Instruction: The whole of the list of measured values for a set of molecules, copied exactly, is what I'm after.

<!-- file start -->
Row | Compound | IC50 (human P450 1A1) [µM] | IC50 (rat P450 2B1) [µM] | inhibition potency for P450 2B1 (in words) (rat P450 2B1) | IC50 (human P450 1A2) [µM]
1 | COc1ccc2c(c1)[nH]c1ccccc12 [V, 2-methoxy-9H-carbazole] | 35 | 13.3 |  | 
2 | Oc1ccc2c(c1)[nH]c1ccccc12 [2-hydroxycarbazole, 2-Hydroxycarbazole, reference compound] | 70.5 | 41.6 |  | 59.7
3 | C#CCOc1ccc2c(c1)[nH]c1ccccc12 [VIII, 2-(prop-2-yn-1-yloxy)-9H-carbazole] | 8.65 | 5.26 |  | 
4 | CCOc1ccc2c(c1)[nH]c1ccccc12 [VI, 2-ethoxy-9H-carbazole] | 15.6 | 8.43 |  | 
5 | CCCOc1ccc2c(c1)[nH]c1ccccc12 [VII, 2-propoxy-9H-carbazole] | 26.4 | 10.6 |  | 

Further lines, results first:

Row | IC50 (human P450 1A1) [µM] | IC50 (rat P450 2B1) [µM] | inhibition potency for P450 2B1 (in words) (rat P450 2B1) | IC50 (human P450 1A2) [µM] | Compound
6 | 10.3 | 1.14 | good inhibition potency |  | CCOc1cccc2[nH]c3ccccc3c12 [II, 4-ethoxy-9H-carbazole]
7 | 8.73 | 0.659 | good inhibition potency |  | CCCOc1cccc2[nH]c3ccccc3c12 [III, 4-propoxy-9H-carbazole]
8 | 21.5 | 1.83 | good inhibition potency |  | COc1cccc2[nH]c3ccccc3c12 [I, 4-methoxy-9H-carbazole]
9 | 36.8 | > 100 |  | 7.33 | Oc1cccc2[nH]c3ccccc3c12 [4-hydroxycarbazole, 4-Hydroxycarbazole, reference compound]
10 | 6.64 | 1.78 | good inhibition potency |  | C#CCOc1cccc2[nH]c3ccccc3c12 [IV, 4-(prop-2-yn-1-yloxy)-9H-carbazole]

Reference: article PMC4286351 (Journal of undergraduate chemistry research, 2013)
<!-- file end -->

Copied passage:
Row | Compound | IC50 (human P450 1A1) [µM] | IC50 (rat P450 2B1) [µM] | inhibition potency for P450 2B1 (in words) (rat P450 2B1) | IC50 (human P450 1A2) [µM]
1 | COc1ccc2c(c1)[nH]c1ccccc12 [V, 2-methoxy-9H-carbazole] | 35 | 13.3 |  | 
2 | Oc1ccc2c(c1)[nH]c1ccccc12 [2-hydroxycarbazole, 2-Hydroxycarbazole, reference compound] | 70.5 | 41.6 |  | 59.7
3 | C#CCOc1ccc2c(c1)[nH]c1ccccc12 [VIII, 2-(prop-2-yn-1-yloxy)-9H-carbazole] | 8.65 | 5.26 |  | 
4 | CCOc1ccc2c(c1)[nH]c1ccccc12 [VI, 2-ethoxy-9H-carbazole] | 15.6 | 8.43 |  | 
5 | CCCOc1ccc2c(c1)[nH]c1ccccc12 [VII, 2-propoxy-9H-carbazole] | 26.4 | 10.6 |  | 

Further lines, results first:

Row | IC50 (human P450 1A1) [µM] | IC50 (rat P450 2B1) [µM] | inhibition potency for P450 2B1 (in words) (rat P450 2B1) | IC50 (human P450 1A2) [µM] | Compound
6 | 10.3 | 1.14 | good inhibition potency |  | CCOc1cccc2[nH]c3ccccc3c12 [II, 4-ethoxy-9H-carbazole]
7 | 8.73 | 0.659 | good inhibition potency |  | CCCOc1cccc2[nH]c3ccccc3c12 [III, 4-propoxy-9H-carbazole]
8 | 21.5 | 1.83 | good inhibition potency |  | COc1cccc2[nH]c3ccccc3c12 [I, 4-methoxy-9H-carbazole]
9 | 36.8 | > 100 |  | 7.33 | Oc1cccc2[nH]c3ccccc3c12 [4-hydroxycarbazole, 4-Hydroxycarbazole, reference compound]
10 | 6.64 | 1.78 | good inhibition potency |  | C#CCOc1cccc2[nH]c3ccccc3c12 [IV, 4-(prop-2-yn-1-yloxy)-9H-carbazole]

Reference: article PMC4286351 (Journal of undergraduate chemistry research, 2013)